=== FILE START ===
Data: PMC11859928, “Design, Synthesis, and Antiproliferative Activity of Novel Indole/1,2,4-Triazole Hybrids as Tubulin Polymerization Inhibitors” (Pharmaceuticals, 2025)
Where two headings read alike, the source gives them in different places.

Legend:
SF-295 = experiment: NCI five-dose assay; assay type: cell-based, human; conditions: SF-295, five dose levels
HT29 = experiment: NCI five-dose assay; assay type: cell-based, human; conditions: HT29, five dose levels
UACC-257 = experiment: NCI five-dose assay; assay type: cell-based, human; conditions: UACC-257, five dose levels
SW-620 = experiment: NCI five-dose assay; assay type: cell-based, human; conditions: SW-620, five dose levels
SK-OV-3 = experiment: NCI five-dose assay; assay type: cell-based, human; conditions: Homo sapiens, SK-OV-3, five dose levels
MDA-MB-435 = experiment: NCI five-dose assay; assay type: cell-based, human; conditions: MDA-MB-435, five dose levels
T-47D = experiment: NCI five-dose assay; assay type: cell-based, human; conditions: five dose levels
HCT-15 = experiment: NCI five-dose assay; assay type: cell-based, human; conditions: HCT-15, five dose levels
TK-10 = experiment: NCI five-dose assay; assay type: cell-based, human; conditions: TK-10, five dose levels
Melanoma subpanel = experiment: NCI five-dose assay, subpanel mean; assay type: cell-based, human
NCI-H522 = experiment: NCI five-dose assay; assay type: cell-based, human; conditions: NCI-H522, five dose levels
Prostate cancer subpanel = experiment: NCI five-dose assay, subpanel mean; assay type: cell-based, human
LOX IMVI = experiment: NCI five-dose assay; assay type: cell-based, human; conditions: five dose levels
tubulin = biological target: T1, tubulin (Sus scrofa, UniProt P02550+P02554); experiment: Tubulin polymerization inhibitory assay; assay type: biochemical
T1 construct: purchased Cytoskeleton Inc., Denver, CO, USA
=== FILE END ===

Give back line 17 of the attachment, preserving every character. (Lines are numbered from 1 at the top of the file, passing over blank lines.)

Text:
tubulin = biological target: T1, tubulin (Sus scrofa, UniProt P02550+P02554); experiment: Tubulin polymerization inhibitory assay; assay type: biochemical